‘We’re not going to be able to write a perfect statement’: UBC runs town hall on freedom of expression

Sociology professor Neil Guppy, UBC’s senior advisor to the provosts on academic freedom, moderated a mostly tepid town hall on freedom of expression. There were only a few flare-ups.

The university is still workshopping its statement on freedom of expression, a draft of which originally dropped in November, 2017 and has undergone multiple rounds of feedback since then.

To garner some more responses before the next draft is released, UBC invited professor Richard Moon, a University of Windsor law professor and one of Canada’s leading scholars on freedom of expression, to campus to give a talk on how campuses can deal with the topic, followed by a lengthy Q and A.

Thirty people showed up for the beginning of the event and about forty were there by the end. The majority were faculty and staff, but a few students dotted the audience.

Richard Moon
Richard Moon Jack Hauen

Moon began by stressing that what constitutes “freedom of expression” differs in a public place versus a professional or learning setting, like an office or classroom. For instance, he said, universities have the express purpose of knowledge growth, and should face stricter guidelines for appropriate speech than someone on a soapbox in a park.

“Simply applying free speech doctrine, in particular US free speech doctrine, to the context of a campus might not be appropriate,” he said.

Moon also said adopting the Chicago Principles, a strict commitment to free speech made by the University of Chicago, would be a mistake for UBC, as it technically allows for things that most would find unproductive or harmful.

Under the principles “it might be unobjectionable to have a neo-Nazi march on campus,” he said. “If all you do is import the US standards of free speech doctrine, then that’s what you would end up with.”

Predictably, the first sign of unrest came when Moon mentioned Jordan Peterson, the University of Toronto professor who rose to prominence after refusing to use students’ preferred pronouns.

Moon said, “Jordan Peterson wants to say, ‘I simply refuse to address transgender individuals by the designations they wish to be addressed by, because I think this—”

“That’s not what he says,” interrupted Franz Kurtzke, a former AMS VP academic candidate who ran on an anti-social justice campaign.

“What’s that?”

“That’s not what he says.”

“Okay.” Moon attempted to rephrase Peterson’s argument before Kurtzke interrupted again.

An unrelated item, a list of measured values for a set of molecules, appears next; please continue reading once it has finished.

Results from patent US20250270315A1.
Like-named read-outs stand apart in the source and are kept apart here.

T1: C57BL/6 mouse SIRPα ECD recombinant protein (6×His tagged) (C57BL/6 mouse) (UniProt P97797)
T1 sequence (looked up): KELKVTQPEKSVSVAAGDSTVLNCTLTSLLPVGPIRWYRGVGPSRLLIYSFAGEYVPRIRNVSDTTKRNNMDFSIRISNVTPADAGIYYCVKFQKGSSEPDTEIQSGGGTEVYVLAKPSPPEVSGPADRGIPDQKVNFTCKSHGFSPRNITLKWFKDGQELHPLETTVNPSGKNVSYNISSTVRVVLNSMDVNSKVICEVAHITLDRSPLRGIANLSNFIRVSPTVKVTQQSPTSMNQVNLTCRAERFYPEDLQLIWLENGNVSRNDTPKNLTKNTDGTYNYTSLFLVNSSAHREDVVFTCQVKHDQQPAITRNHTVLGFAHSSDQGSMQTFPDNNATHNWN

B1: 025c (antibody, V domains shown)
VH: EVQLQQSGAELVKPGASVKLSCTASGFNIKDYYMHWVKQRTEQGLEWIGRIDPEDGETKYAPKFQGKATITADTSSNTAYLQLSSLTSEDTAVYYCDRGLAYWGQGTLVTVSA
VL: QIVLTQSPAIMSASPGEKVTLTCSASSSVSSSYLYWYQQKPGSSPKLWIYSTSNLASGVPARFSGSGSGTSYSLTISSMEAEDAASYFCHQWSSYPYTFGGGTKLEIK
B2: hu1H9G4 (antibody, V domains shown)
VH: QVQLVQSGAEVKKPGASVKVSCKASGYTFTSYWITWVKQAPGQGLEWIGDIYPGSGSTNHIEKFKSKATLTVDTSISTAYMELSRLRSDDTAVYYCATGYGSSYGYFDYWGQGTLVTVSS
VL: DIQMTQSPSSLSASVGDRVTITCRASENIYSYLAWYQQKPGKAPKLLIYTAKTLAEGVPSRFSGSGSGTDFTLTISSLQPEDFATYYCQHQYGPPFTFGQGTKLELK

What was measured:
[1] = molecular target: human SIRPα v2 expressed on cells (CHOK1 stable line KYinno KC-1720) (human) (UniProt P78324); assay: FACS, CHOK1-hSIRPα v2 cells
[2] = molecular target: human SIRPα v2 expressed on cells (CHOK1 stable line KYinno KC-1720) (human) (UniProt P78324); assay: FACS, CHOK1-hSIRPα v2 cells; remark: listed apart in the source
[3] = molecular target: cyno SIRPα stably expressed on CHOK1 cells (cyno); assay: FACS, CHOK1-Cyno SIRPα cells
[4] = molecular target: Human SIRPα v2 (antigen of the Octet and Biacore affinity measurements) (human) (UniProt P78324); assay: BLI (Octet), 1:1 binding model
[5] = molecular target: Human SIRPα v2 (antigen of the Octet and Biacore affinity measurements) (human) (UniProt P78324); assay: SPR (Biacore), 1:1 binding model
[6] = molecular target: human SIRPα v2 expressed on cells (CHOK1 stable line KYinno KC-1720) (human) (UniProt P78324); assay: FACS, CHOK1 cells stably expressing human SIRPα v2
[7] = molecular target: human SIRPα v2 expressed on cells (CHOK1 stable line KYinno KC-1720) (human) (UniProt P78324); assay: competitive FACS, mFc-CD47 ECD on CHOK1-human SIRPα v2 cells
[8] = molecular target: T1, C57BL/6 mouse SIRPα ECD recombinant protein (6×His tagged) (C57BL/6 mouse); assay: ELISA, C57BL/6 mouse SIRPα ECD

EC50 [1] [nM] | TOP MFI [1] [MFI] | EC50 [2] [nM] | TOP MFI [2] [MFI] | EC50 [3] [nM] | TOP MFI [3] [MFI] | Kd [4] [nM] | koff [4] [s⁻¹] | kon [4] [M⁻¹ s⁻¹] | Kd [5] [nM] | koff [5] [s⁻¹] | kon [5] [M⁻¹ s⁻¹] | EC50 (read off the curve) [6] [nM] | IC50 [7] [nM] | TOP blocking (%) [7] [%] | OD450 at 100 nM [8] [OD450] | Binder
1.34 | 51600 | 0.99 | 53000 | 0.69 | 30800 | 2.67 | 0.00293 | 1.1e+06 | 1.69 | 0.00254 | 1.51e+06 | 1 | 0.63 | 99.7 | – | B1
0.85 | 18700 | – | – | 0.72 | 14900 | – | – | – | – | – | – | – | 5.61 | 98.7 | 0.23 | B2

“It’s about compelled speech and the law,” said Kurtzke.

“What?”

“It’s about the law.”

“Okay,” said Moon, an award-winning law professor and former Canadian Law and Society Association president who is currently writing his third book about freedom of expression, “well, on the law he’s mistaken, so we’ll just put that aside.”

Moon brought up Peterson to illustrate that universities must decide whether to defend free speech at all costs, or to send a message that they value every member of the community as partners in dialogue.

“We make choices — whether we think robust debate prevails or whether we think there are requirements of respect that need in a university environment to constrain that speech,” he said.

Another problem, Moon said, was schools inviting “highly provocative” speakers who are uninterested in advancing dialogue — he gave Ann Coulter as an example. Universities, he said, shouldn't fall into the trap of thinking that the reactions someone elicits are indicative of their intellectual worth.

“I do think there are speakers sometimes whose only purpose is to provoke and offend,” he told The Ubyssey after the talk. “I’m never really sure whether they’re pursuing a political ideology or [if they’re] religious self-promoters. This is the best way to make money.”

Guppy told The Ubyssey that the university currently has no policy to restrict speaking engagements, “no matter how abhorrent,” though they would consider backing out if the RCMP told them the speaker would present a security problem.

“We’re open to all speakers who are invited by a legitimate student group or faculty group or staff group, whatever it may be,” he said.

Moon faced a number of questions after his talk, mostly regarding specific issues of finding balance between freedom of expression and freedom from harm. He addressed a few specifically, but mostly reiterated that it was up to each university to decide what kind of balance they wanted to strike.

He declined to comment on how well he thought UBC was doing in that regard.

In general, Moon said he worries that “controversies that once upon a time might have seemed manageable in some way have come to be seen as intractable — as somehow part of a larger struggle between two grand sides ... making it far more difficult to have conversations and reach what should be probably workable solutions.”

Guppy said he was “optimistic” about when the next draft of UBC’s freedom of expression statement, saying he hopes it will be out by the end of February.

“We’re not going to be able to write a perfect statement, so let’s not pretend that we’re going to ... reconcile the irreconcilable,” he said.